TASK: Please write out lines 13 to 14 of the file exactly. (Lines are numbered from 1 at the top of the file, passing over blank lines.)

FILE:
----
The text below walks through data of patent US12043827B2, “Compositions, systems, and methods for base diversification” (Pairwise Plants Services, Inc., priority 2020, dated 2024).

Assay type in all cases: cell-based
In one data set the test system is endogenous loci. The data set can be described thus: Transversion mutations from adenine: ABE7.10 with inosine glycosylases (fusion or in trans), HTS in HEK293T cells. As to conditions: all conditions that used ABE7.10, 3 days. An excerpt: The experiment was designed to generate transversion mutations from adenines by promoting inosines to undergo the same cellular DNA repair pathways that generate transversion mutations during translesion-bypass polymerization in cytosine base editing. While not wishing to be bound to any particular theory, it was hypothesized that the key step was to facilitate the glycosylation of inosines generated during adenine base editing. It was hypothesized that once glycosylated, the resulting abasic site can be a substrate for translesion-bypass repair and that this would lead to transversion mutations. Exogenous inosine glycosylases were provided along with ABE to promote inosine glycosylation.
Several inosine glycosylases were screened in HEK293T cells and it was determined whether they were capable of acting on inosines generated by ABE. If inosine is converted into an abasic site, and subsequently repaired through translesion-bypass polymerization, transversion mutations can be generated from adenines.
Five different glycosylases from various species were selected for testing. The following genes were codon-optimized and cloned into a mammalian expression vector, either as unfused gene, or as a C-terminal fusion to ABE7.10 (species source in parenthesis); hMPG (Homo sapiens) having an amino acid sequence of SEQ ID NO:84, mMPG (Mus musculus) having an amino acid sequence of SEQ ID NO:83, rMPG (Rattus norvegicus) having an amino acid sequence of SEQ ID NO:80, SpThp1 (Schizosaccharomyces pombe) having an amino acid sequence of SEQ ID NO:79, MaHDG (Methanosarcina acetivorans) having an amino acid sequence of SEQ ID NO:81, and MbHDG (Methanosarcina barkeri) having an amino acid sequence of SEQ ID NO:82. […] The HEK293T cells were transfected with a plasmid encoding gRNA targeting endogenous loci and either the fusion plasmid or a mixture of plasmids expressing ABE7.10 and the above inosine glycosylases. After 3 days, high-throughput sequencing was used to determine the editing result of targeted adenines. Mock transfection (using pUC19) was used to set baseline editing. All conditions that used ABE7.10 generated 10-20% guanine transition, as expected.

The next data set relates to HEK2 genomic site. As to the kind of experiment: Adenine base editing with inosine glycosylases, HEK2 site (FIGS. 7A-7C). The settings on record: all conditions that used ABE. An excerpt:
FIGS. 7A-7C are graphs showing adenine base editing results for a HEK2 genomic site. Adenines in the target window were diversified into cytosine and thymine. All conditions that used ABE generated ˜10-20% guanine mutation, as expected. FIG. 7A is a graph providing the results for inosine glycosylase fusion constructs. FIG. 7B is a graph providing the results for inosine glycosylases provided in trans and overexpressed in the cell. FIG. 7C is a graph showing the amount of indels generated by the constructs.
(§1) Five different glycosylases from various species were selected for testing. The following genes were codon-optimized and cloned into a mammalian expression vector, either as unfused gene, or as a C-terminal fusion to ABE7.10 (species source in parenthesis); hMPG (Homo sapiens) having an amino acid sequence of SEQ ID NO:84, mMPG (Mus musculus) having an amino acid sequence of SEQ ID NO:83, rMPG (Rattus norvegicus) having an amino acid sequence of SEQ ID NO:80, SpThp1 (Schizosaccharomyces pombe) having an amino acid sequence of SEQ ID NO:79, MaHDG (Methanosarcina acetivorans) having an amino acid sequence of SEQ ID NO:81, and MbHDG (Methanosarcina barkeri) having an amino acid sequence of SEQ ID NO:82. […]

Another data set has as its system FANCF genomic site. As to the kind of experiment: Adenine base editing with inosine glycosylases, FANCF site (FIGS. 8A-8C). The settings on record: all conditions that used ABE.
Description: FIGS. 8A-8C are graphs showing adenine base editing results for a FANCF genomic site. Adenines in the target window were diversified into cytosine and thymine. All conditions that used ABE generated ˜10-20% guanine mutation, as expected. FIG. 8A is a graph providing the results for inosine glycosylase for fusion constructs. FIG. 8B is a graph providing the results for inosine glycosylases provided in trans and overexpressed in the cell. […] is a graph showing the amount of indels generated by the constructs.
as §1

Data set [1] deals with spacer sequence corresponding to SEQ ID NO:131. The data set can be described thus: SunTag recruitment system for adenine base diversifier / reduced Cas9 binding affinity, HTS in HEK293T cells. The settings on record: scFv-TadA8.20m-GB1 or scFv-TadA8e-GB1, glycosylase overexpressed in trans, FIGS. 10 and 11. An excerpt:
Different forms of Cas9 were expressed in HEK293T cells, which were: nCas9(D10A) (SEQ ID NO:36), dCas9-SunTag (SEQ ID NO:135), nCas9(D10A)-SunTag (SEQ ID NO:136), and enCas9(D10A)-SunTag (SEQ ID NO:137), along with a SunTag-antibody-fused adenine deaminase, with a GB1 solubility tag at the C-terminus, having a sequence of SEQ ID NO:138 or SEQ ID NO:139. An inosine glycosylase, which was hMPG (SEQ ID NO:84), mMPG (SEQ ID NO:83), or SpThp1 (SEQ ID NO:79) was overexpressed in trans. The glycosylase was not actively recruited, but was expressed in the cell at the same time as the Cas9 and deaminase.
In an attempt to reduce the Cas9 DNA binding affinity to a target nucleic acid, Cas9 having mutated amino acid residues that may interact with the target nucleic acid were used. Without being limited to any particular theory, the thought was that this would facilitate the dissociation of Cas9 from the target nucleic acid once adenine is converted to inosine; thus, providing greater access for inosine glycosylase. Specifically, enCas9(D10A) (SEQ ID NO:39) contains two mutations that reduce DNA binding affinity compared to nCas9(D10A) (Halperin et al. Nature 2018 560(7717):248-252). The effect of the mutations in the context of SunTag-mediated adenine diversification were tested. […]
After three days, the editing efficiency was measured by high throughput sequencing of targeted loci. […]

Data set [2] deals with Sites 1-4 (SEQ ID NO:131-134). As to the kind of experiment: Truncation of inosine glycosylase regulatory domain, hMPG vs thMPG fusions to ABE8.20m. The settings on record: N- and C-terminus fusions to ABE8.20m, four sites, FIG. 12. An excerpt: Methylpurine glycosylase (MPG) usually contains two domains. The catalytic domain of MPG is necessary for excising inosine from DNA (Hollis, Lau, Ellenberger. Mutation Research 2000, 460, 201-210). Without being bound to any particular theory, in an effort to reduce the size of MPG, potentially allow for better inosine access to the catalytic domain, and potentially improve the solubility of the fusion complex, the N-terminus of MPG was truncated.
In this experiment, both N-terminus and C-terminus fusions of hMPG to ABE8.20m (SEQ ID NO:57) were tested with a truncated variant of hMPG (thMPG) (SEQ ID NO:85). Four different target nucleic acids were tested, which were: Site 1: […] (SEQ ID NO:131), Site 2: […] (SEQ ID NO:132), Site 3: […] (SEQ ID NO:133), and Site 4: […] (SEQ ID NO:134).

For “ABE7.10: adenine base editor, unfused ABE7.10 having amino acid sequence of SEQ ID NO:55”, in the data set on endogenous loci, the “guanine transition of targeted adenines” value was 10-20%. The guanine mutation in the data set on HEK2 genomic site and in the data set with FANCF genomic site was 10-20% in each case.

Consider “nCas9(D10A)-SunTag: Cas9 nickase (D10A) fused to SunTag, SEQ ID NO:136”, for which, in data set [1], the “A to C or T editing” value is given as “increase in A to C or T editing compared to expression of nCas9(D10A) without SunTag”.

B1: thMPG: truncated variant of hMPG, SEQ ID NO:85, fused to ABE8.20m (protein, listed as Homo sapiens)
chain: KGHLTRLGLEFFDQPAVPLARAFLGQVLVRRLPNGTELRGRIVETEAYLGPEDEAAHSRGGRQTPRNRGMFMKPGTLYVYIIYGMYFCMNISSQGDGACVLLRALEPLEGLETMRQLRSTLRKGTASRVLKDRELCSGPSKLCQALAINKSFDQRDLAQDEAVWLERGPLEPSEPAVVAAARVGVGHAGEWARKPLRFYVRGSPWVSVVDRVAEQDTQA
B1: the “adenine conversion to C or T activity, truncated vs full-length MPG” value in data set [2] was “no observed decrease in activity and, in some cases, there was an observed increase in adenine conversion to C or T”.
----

Different forms of Cas9 were expressed in HEK293T cells, which were: nCas9(D10A) (SEQ ID NO:36), dCas9-SunTag (SEQ ID NO:135), nCas9(D10A)-SunTag (SEQ ID NO:136), and enCas9(D10A)-SunTag (SEQ ID NO:137), along with a SunTag-antibody-fused adenine deaminase, with a GB1 solubility tag at the C-terminus, having a sequence of SEQ ID NO:138 or SEQ ID NO:139. An inosine glycosylase, which was hMPG (SEQ ID NO:84), mMPG (SEQ ID NO:83), or SpThp1 (SEQ ID NO:79) was overexpressed in trans. The glycosylase was not actively recruited, but was expressed in the cell at the same time as the Cas9 and deaminase.
In an attempt to reduce the Cas9 DNA binding affinity to a target nucleic acid, Cas9 having mutated amino acid residues that may interact with the target nucleic acid were used. Without being limited to any particular theory, the thought was that this would facilitate the dissociation of Cas9 from the target nucleic acid once adenine is converted to inosine; thus, providing greater access for inosine glycosylase. Specifically, enCas9(D10A) (SEQ ID NO:39) contains two mutations that reduce DNA binding affinity compared to nCas9(D10A) (Halperin et al. Nature 2018 560(7717):248-252). The effect of the mutations in the context of SunTag-mediated adenine diversification were tested. […]